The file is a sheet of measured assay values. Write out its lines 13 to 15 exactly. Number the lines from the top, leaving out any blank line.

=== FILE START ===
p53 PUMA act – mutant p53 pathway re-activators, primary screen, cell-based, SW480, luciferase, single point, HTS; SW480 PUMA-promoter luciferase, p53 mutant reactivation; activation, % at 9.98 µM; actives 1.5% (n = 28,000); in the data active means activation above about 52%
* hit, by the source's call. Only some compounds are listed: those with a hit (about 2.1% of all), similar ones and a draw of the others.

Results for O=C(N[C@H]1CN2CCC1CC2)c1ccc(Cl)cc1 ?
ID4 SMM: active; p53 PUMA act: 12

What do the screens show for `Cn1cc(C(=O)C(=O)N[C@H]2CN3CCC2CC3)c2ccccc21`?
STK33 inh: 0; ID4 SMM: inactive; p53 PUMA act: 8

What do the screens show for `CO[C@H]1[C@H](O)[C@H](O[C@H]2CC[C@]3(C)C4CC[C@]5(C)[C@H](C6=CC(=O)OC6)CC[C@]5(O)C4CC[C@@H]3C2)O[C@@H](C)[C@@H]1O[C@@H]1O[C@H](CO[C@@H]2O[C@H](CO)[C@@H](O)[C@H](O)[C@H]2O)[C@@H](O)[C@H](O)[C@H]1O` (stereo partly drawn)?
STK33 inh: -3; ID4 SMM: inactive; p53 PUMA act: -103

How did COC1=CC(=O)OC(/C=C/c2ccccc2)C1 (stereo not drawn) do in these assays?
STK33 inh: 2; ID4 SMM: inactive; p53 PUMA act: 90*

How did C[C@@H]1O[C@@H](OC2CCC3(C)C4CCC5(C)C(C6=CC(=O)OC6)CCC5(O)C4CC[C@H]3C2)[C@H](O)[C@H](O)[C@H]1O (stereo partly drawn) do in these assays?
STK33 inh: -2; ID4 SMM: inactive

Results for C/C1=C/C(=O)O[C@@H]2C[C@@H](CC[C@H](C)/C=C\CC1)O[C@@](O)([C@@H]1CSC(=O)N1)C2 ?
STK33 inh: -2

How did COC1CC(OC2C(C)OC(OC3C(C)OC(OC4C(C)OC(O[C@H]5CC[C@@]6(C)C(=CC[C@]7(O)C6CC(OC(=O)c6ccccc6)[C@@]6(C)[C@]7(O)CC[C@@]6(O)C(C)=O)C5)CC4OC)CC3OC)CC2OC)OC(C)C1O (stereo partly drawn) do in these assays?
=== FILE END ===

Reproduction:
Results for C/C1=C/C(=O)O[C@@H]2C[C@@H](CC[C@H](C)/C=C\CC1)O[C@@](O)([C@@H]1CSC(=O)N1)C2 ?
STK33 inh: -2

How did COC1CC(OC2C(C)OC(OC3C(C)OC(OC4C(C)OC(O[C@H]5CC[C@@]6(C)C(=CC[C@]7(O)C6CC(OC(=O)c6ccccc6)[C@@]6(C)[C@]7(O)CC[C@@]6(O)C(C)=O)C5)CC4OC)CC3OC)CC2OC)OC(C)C1O (stereo partly drawn) do in these assays?